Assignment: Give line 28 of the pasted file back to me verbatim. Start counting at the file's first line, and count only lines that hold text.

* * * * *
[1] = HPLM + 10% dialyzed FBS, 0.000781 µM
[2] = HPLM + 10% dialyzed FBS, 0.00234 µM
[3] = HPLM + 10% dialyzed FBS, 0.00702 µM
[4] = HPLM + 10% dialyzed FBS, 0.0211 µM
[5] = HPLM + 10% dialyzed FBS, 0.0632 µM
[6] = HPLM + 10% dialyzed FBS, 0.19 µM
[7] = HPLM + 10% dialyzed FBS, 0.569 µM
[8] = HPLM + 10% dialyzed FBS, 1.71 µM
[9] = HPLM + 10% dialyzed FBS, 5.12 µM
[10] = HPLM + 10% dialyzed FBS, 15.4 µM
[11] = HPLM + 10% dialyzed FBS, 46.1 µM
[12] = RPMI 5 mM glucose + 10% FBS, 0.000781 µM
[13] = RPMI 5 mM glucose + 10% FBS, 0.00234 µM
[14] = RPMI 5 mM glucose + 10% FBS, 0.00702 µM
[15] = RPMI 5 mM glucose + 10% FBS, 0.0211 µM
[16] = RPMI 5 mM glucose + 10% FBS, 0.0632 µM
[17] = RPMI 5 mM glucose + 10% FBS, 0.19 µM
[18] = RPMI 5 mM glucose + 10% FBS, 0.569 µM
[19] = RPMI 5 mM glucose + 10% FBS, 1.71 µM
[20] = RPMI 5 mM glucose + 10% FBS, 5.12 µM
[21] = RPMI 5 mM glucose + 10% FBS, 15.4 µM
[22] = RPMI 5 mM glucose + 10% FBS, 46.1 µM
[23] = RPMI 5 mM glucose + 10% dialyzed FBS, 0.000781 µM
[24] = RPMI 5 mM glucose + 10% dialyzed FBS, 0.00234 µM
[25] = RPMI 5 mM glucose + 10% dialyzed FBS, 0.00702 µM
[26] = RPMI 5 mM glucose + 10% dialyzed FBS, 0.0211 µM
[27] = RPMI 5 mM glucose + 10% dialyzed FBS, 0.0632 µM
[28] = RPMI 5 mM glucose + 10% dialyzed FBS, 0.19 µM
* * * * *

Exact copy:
[28] = RPMI 5 mM glucose + 10% dialyzed FBS, 0.19 µM